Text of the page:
What is a thyroid nodule?


Dr Roberto Novizio, MD

Thyroid nodules are an almost para-physiological condition, therefore extremely common especially in people over 50 years old. The nodules in question are generally very small and benign. The benign nodules, which have no clinical significance, are much more common than malignant ones. 

In the past, when the diagnostic techniques were not so good as today, only nodules of a certain size were diagnosed: first because they caused a compressive symptomatology towards the esophagus, trachea or larynx; secondly for aesthetic reasons.

thyroid nodule
thyroid nodule


Anamnesis is fundamental in the patient who has thyroid nodules. Family history is initially investigated to identify any predispositions to thyroid tumors and then move on to the history of the lump of the patient (if new onset, already present etc ...).

The physical examination assesses the consistency and relationships of the lump with the neighboring structures; nodules of elastic consistency, smooth and painless tend to be benign.

Blood tests allows you to determine if thyroid nodular pathology is associated with dystiroidism (alteration of thyroid function). The first test concerns TSH (thyrotropin) which, if altered, allows to carry out tests aimed at detecting the free fractions of thyroid hormones (freeT3 and freeT4). 

If you have a lump and blood tests with high TSH, low fT3 and fT4 we are in a case of hypothyroidism. This condition is most frequently caused by one autoimmune condition. 

If, on the other hand, a single lump is present, with TSH low or zeroed, fT3 slightly high and fT4 very high compared to the normal threshold, you are in a condition of hyperthyroidism that may be caused by the lump in the form of a hyperfunctioning autonomous adenoma (toxic or Plummer adenoma) or by Graves' disease.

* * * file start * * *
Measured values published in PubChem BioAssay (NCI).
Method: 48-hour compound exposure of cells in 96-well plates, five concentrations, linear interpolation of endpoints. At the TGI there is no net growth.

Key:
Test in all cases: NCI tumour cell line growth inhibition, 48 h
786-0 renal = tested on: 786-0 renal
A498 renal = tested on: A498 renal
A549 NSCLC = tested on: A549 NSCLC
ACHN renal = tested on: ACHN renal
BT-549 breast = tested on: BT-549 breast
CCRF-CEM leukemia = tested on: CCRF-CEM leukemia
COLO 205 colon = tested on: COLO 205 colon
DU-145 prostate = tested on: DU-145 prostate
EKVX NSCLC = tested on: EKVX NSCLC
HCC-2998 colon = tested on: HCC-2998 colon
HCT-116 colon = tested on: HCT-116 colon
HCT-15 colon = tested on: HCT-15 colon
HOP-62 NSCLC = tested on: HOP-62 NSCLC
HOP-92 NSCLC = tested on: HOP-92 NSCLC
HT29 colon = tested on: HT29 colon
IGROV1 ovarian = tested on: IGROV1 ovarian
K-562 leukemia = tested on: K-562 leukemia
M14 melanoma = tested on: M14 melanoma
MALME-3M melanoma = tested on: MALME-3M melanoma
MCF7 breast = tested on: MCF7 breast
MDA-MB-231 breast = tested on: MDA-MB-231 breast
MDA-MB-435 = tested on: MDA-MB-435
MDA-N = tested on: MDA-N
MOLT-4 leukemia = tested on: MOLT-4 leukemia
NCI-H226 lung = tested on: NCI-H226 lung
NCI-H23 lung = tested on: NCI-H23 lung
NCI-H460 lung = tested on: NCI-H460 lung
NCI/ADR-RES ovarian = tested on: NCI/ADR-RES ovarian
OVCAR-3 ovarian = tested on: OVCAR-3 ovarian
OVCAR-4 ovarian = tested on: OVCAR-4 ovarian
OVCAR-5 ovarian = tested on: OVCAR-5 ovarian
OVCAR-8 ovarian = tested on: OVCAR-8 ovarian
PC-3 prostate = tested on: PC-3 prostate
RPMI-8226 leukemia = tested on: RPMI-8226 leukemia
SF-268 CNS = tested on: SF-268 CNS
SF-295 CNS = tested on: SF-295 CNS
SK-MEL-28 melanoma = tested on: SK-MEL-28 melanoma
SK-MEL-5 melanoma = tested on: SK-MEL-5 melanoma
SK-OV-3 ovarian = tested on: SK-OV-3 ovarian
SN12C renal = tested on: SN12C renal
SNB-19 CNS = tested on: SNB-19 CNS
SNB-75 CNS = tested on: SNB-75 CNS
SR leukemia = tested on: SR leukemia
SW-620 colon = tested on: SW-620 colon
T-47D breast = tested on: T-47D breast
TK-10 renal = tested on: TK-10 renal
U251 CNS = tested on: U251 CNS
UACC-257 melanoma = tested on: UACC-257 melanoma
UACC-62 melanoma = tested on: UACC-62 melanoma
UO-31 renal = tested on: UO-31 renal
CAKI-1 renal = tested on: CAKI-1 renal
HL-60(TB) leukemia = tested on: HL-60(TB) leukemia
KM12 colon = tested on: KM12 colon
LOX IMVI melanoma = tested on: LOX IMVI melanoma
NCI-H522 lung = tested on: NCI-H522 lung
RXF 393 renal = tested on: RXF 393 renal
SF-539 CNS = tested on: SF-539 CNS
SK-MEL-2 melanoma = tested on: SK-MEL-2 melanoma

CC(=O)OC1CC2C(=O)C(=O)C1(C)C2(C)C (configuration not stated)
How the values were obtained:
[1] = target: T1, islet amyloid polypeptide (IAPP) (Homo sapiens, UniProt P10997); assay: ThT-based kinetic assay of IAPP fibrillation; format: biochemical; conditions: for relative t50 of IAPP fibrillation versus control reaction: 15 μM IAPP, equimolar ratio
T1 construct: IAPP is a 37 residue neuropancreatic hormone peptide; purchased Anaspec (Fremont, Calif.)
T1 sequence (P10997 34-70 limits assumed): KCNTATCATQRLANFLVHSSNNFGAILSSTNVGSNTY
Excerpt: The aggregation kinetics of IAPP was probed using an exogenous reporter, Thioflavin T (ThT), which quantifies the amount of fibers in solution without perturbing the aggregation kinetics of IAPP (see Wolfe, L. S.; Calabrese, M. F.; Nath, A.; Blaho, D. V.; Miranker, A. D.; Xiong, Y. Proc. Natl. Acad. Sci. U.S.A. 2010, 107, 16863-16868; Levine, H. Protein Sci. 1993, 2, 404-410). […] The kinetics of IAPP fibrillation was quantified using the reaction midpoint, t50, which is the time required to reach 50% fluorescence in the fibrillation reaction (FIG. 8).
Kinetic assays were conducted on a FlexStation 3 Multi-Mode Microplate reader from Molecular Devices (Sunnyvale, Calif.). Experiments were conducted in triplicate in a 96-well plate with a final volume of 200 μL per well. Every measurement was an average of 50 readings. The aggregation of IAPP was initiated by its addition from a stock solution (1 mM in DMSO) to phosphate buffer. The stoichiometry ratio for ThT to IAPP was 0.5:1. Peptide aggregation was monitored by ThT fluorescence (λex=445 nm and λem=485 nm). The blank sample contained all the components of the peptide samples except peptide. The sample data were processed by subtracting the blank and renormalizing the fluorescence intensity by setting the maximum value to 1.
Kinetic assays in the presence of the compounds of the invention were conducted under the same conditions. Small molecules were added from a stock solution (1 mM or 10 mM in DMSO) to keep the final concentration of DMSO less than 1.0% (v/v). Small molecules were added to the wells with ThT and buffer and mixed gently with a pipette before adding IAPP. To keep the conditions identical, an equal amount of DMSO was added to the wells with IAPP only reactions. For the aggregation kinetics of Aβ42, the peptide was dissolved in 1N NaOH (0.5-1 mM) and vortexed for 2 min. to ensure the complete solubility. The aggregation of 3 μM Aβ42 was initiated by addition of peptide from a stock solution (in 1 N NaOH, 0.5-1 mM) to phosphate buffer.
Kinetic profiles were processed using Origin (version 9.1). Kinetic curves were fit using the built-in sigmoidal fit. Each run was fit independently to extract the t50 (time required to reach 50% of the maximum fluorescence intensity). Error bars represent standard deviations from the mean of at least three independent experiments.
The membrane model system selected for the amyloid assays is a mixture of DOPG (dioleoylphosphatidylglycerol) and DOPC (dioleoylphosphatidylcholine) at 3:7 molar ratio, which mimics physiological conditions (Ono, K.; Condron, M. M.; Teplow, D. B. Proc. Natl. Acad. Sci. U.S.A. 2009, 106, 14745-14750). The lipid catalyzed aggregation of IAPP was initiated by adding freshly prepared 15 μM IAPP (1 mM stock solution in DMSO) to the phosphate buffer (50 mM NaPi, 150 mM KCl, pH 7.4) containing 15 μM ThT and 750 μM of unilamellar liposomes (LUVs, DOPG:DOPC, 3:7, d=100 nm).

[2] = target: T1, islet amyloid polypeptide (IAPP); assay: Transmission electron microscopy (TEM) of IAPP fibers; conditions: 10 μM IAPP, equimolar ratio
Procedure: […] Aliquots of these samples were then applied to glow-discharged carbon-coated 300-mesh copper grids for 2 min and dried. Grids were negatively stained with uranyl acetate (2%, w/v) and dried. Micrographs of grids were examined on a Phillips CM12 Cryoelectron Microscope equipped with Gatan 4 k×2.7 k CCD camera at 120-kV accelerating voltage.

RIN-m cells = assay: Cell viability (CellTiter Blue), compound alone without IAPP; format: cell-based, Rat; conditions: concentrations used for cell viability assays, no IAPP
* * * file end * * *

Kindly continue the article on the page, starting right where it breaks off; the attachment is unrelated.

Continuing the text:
Ultrasound is the gold standard for diagnosis in thyroid disease. This allows to detect and analyze microcalcifications, vascularization, peripheral halo, infiltrative forms and margins. These are not pathognomonic features, but if taken together they can strongly direct towards diagnosis of neoplasm.

Thyroid scintigraphy uses Technetium59 as a tracer, and is used to differentiate hot nodules from cold nodules. Scintigraphy was much more used in the past, when the ultrasound had not yet been perfected and therefore not able to identify the nodular characteristics. Today scintigraphy is used mainly to identify hyperfunctioning nodules that cause lower TSH.

Following these tests, if the clinical doubt arises that the lump may conceal a tumor, we proceed with an ultrasound-guided fine needle aspiration under ultrasound guidance followed by a cytological examination. If before they could only sting clinically visible nodules, today it is possible to prick nodules of a few millimeters thanks to the ultrasound guide.

Cytological examination reveals the nature of the lump: cystic, adenomatous, neoplastic, indeterminate. 

In undetermined lesions  normal thyrocytes (follicular cells) are identified, however these can be part of a follicular carcinoma. A carcinoma or a follicular adenoma is not distinguished through cytology (the structure of the thyrocyte remains normal) but through a histological examination (preceded by a biopsy) which allows to identify the infiltration of the capsule and the vessels and thus make a diagnosis of carcinoma follicular.

Cytological examination following needle aspiration can give different results:

- Tir1: non-diagnostic. This result may also be due to operator errors. About 20% of cytological samples is inadequate and to repeat a needle aspiration it is necessary to wait 2-3 months for the hematoma caused by the previous reabsorbs;

- Tir2: it is found simply colloid therefore it is an indication of a benign nodule;

- Tir3: follicular/indeterminate proliferations. Based on the number of cells and the presence of colloids, the pathologist tries to discern between: Tir3A or low risk malignancy nodules that need only follow up; and Tir3B or nodules with high malignancy risk that require surgical treatment;

- Tir4: suspected malignant nodule. Patients are referred to the surgeon.

- Tir5: malignant nodule. Patients are referred to the surgeon.